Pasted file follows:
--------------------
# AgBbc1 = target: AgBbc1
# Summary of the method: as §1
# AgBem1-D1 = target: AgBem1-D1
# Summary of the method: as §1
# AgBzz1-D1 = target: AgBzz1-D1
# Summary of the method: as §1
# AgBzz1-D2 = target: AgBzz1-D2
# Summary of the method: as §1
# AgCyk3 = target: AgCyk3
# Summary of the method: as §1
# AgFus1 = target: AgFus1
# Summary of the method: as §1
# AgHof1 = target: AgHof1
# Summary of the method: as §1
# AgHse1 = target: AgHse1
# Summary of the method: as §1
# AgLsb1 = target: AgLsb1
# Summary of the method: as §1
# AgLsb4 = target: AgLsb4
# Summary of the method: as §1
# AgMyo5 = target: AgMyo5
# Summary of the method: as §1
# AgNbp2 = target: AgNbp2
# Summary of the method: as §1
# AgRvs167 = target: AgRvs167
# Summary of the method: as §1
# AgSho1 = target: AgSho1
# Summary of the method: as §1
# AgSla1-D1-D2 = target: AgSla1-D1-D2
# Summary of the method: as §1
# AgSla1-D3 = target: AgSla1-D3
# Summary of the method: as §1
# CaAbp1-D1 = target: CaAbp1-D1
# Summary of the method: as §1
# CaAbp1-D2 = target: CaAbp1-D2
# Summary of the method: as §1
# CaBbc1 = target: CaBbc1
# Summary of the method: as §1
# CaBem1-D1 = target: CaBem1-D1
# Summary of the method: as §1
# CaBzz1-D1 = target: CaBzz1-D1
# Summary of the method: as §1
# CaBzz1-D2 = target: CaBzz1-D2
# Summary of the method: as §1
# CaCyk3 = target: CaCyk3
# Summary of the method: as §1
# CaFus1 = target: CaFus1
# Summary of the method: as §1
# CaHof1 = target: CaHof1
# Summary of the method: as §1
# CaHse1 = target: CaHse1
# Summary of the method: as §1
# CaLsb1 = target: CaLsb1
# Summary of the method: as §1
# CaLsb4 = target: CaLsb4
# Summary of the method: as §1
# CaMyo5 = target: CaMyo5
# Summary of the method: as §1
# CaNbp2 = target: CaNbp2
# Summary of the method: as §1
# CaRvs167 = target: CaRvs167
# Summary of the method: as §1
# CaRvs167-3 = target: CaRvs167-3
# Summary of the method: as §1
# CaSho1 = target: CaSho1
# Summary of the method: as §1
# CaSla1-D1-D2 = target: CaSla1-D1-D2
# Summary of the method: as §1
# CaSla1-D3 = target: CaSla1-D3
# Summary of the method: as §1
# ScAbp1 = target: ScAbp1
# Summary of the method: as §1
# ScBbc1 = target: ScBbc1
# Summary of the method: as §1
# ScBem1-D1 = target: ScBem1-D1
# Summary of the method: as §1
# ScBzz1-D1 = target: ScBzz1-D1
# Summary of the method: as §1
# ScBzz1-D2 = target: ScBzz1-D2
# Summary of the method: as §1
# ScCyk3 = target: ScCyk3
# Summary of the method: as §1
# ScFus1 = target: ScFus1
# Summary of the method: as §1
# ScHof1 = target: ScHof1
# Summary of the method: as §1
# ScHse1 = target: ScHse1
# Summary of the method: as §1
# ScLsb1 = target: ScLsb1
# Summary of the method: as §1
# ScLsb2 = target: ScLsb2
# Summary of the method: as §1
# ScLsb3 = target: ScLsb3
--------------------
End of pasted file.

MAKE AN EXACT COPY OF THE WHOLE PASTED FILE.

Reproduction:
# AgBbc1 = target: AgBbc1
# Summary of the method: as §1
# AgBem1-D1 = target: AgBem1-D1
# Summary of the method: as §1
# AgBzz1-D1 = target: AgBzz1-D1
# Summary of the method: as §1
# AgBzz1-D2 = target: AgBzz1-D2
# Summary of the method: as §1
# AgCyk3 = target: AgCyk3
# Summary of the method: as §1
# AgFus1 = target: AgFus1
# Summary of the method: as §1
# AgHof1 = target: AgHof1
# Summary of the method: as §1
# AgHse1 = target: AgHse1
# Summary of the method: as §1
# AgLsb1 = target: AgLsb1
# Summary of the method: as §1
# AgLsb4 = target: AgLsb4
# Summary of the method: as §1
# AgMyo5 = target: AgMyo5
# Summary of the method: as §1
# AgNbp2 = target: AgNbp2
# Summary of the method: as §1
# AgRvs167 = target: AgRvs167
# Summary of the method: as §1
# AgSho1 = target: AgSho1
# Summary of the method: as §1
# AgSla1-D1-D2 = target: AgSla1-D1-D2
# Summary of the method: as §1
# AgSla1-D3 = target: AgSla1-D3
# Summary of the method: as §1
# CaAbp1-D1 = target: CaAbp1-D1
# Summary of the method: as §1
# CaAbp1-D2 = target: CaAbp1-D2
# Summary of the method: as §1
# CaBbc1 = target: CaBbc1
# Summary of the method: as §1
# CaBem1-D1 = target: CaBem1-D1
# Summary of the method: as §1
# CaBzz1-D1 = target: CaBzz1-D1
# Summary of the method: as §1
# CaBzz1-D2 = target: CaBzz1-D2
# Summary of the method: as §1
# CaCyk3 = target: CaCyk3
# Summary of the method: as §1
# CaFus1 = target: CaFus1
# Summary of the method: as §1
# CaHof1 = target: CaHof1
# Summary of the method: as §1
# CaHse1 = target: CaHse1
# Summary of the method: as §1
# CaLsb1 = target: CaLsb1
# Summary of the method: as §1
# CaLsb4 = target: CaLsb4
# Summary of the method: as §1
# CaMyo5 = target: CaMyo5
# Summary of the method: as §1
# CaNbp2 = target: CaNbp2
# Summary of the method: as §1
# CaRvs167 = target: CaRvs167
# Summary of the method: as §1
# CaRvs167-3 = target: CaRvs167-3
# Summary of the method: as §1
# CaSho1 = target: CaSho1
# Summary of the method: as §1
# CaSla1-D1-D2 = target: CaSla1-D1-D2
# Summary of the method: as §1
# CaSla1-D3 = target: CaSla1-D3
# Summary of the method: as §1
# ScAbp1 = target: ScAbp1
# Summary of the method: as §1
# ScBbc1 = target: ScBbc1
# Summary of the method: as §1
# ScBem1-D1 = target: ScBem1-D1
# Summary of the method: as §1
# ScBzz1-D1 = target: ScBzz1-D1
# Summary of the method: as §1
# ScBzz1-D2 = target: ScBzz1-D2
# Summary of the method: as §1
# ScCyk3 = target: ScCyk3
# Summary of the method: as §1
# ScFus1 = target: ScFus1
# Summary of the method: as §1
# ScHof1 = target: ScHof1
# Summary of the method: as §1
# ScHse1 = target: ScHse1
# Summary of the method: as §1
# ScLsb1 = target: ScLsb1
# Summary of the method: as §1
# ScLsb2 = target: ScLsb2
# Summary of the method: as §1
# ScLsb3 = target: ScLsb3